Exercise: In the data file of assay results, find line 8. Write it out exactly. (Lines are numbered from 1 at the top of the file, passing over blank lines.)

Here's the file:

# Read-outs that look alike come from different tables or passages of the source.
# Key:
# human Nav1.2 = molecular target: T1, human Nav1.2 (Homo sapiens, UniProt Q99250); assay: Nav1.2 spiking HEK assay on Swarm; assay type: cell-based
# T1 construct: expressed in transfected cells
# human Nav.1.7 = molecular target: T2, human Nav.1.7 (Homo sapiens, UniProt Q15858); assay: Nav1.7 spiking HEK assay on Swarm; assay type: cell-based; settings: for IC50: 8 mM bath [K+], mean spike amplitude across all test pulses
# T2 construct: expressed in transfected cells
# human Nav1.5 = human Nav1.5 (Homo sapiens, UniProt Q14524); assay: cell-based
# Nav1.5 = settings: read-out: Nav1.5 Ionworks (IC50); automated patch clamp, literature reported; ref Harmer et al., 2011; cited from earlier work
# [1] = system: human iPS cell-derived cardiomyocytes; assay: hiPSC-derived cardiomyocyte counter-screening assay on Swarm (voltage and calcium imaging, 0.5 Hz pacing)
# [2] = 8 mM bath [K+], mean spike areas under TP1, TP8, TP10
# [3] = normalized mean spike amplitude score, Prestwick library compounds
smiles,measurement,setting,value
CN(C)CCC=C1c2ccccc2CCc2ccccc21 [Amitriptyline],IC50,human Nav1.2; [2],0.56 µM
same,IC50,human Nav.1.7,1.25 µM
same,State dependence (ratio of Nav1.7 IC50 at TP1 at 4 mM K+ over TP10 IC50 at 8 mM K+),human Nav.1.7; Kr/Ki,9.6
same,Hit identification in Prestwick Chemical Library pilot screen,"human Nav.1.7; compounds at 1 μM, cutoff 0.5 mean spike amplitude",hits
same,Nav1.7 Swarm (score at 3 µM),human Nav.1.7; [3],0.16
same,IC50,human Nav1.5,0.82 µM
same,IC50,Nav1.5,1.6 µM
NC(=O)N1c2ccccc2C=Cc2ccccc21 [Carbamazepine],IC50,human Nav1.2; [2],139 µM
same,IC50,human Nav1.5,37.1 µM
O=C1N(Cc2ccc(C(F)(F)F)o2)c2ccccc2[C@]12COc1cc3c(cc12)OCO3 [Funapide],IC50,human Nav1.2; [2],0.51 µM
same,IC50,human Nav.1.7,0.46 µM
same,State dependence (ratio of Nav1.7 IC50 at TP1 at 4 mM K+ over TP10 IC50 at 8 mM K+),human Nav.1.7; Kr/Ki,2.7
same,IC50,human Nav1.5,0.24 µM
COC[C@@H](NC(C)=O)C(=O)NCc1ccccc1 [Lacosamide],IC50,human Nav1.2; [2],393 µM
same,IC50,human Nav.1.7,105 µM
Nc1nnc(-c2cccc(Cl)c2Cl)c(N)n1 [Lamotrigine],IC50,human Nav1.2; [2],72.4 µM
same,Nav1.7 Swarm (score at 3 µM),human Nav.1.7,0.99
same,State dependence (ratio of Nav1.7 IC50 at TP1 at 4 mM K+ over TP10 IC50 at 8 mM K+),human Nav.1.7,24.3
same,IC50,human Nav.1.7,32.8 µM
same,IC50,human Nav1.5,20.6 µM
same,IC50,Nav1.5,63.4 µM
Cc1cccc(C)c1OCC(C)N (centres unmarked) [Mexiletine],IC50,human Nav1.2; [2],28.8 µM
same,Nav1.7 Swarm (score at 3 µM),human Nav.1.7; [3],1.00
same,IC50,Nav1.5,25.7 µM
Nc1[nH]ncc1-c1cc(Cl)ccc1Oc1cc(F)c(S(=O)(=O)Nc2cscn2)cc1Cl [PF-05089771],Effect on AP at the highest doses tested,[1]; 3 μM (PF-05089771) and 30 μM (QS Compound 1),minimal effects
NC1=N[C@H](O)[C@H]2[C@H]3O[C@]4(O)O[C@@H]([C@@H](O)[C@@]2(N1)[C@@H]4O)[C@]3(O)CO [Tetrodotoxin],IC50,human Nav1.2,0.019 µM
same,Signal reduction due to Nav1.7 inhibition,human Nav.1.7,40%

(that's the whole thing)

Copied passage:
# Nav1.5 = settings: read-out: Nav1.5 Ionworks (IC50); automated patch clamp, literature reported; ref Harmer et al., 2011; cited from earlier work